MPAA Rating: PG-13

Entertainment: +2

Content: -2

Hayden Christensen, Rachel Bilson, Samuel L Jackson, Jamie Bell, Diane Lane. Sci/fi thriller.

FILM SYNOPSIS: Jumper is a science fiction-action-thriller that combines cutting-edge special effects with globetrotting action. In the film, a genetic anomaly allows a young man, David Rice (Christensen), to teleport himself anywhere. He discovers this gift has existed for centuries and finds himself in a war between Jumpers and those who have sworn to kill them.

PREVIEW REVIEW: Geared toward a youthful audience by its pounding score that will no doubt sell a bunch of CDs, the intriguing premise goes the way of spirited action adventure rather than dramatic metaphor. For those looking for intense adventure rather than insightful drama, Jumper should satisfy.

As with most films of this era, a liberal dose of abusive language and premarital sex are incorporated as the norm. So, does a glut of anti-biblical directives mingled with Hollywood make-believe influence the culture? Certainly. Does it influence you? Please read the following content of the film, then discuss these subjects with your teens. Though our society is shaped by the medias teachings and lifestyles, we as Christians are supposed to be guided by a higher power. Hollywood isnt going to change, but if our youth are instructed in Gods Word, they will be able to see past Hollywoods hypnotic lure.

DVD Alternatives: Time Changer. D. David Morin, Gavin MacLeod, Hal Linden, Jennifer O'Neill and Paul Rodriguez. Time travel adventure about a Bible professor from 1890 who comes forward in time to the present via a time machine. An involving adventure that illustrates the disaster of moral relativism and the pit a society falls into when it sheds itself of an ultimate authority, Time Changer is full of Christian teaching, and contains a powerful, spiritual ending.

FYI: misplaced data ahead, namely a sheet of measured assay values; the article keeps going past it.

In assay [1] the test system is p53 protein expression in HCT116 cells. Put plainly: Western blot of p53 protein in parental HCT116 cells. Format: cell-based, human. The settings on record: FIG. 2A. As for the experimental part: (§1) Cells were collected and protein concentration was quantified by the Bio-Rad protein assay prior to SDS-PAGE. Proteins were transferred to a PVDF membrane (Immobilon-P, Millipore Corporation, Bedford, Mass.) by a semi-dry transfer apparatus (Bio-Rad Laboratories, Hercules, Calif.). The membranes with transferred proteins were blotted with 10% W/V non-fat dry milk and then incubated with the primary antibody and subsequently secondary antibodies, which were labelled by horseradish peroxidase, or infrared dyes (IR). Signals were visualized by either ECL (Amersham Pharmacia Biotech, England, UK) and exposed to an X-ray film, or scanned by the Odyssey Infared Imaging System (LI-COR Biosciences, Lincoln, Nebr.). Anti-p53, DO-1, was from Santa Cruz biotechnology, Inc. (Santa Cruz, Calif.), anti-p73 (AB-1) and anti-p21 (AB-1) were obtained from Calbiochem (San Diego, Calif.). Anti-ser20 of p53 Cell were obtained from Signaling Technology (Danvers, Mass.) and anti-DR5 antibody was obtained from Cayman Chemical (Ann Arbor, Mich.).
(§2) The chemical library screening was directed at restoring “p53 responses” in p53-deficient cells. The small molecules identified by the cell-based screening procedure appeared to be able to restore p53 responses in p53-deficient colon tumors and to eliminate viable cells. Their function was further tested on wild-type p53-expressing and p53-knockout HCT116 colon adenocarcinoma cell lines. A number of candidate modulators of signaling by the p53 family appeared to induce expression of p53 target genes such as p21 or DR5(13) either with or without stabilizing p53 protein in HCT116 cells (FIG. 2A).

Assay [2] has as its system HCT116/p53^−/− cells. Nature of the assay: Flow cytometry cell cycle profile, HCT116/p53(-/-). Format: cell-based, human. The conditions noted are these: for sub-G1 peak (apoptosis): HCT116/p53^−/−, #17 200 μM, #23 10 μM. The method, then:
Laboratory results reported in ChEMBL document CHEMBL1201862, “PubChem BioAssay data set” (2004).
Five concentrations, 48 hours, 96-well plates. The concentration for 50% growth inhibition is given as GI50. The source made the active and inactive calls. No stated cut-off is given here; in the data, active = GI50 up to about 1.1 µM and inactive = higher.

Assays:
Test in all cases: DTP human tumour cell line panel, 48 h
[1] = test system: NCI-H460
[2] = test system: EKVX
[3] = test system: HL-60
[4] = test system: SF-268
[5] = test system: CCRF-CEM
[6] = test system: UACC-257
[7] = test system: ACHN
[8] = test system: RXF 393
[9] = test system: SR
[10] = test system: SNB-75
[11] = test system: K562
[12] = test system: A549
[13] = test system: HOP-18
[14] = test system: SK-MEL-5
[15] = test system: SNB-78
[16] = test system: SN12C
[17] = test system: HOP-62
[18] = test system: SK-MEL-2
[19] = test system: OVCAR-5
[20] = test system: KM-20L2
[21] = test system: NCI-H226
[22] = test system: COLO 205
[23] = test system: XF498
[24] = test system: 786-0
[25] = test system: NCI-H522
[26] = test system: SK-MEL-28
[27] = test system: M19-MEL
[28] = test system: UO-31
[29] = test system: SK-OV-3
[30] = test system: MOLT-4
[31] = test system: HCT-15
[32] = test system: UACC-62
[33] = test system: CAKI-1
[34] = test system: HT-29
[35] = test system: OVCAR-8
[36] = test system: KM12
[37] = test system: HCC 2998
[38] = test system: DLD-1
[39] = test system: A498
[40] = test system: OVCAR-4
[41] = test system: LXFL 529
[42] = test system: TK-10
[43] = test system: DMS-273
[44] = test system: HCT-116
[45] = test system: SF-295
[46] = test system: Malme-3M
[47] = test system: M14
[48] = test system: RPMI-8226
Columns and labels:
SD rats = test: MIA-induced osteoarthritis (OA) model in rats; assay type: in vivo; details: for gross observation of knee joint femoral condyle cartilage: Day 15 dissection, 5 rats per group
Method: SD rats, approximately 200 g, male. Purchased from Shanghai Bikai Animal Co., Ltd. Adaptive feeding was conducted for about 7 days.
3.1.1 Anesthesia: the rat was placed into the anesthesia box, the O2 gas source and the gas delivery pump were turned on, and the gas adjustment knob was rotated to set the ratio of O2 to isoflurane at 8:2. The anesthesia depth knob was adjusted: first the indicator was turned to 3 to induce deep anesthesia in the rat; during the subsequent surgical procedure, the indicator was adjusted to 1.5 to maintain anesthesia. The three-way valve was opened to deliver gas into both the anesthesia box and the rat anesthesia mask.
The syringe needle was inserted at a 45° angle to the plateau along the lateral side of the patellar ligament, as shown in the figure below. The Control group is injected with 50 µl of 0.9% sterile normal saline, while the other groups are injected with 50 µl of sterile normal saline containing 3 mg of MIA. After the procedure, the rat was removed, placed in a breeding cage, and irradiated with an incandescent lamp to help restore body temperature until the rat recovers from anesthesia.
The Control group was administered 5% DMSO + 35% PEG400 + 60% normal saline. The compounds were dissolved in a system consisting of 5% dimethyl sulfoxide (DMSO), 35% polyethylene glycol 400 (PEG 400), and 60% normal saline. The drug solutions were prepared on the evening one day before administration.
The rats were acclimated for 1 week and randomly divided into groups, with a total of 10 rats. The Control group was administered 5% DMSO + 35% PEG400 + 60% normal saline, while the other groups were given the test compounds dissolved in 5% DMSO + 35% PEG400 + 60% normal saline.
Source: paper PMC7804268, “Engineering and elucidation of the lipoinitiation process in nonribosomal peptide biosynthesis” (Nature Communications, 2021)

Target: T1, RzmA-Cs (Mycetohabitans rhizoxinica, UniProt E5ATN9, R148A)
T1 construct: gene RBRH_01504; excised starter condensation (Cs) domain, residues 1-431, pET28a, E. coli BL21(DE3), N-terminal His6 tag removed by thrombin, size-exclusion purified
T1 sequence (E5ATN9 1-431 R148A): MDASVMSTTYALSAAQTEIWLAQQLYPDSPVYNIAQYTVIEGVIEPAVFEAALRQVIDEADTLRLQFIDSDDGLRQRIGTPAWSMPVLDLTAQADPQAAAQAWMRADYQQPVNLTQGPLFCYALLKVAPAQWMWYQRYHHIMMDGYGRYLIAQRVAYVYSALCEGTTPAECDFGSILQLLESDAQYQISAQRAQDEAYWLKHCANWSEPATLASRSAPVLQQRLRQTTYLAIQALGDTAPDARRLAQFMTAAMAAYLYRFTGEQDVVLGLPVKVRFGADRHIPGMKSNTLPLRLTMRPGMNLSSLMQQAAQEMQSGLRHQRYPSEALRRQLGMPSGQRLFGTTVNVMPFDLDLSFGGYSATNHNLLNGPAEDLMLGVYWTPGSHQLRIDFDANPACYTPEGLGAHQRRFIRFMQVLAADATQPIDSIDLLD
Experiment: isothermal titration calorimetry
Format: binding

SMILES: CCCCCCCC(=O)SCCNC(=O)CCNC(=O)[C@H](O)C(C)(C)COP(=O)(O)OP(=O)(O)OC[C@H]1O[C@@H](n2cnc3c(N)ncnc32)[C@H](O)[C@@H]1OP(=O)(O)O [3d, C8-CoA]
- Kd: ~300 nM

The Time Machine. Sorry, Id like to recommend the 2002 remake of the H. G. Wells fantasy classic, because its newer, but its just awful. The Rod Taylor version from 1960 (old, but in color) has award winning (for its time) effects and entertains with a leisurely pacing.


If you are looking for a sci-fi adventure, with more substance, try: The Day The Earth Stood Still. An alien disguises himself as human until he can warn officials of impending doom if the world doesnt destroy its weapons. Todays audience may have to adjust because the substance is in the story, not the special effects, but it is one of the few science fiction films that acknowledge God. When the alien is asked if he has the power of life and death, he responds, No, that is reserved for the Almighty Spirit.

Preview Reviewer: Phil Boatwright
20th Century Fox

The following categories contain objective listings of film content which contribute to the subjective numeric Content ratings posted to the left and on the Home page.

Crude Language: Four s-words, one f-word; a couple of minor expletives (damns, hells).

Obscene Language: Three uses of Christs name by the leads as if it was a mere expletive meant for relieving frustration and fear.


Violence: As the story progresses, the violence becomes more excessive and prevalent; several people are beaten, electrocuted and killed. Blood: Not much blood.

Sex: There are two implied sexual situations outside marriage; though these situations are not graphically detailed, the statement is once again made that sex is not reserved for marriage.

Nudity: None

Sexual Dialogue/Gesture: None

Drugs: Some social drinking.

Other: The lead robs a bank in order to secure his lifestyle. He struggles with the morality of the crime, but only briefly. This could have been an important element, but it is avoided, the heros wrongs ignored.

Running Time: 90 minutes
Intended Audience: Teens and Up

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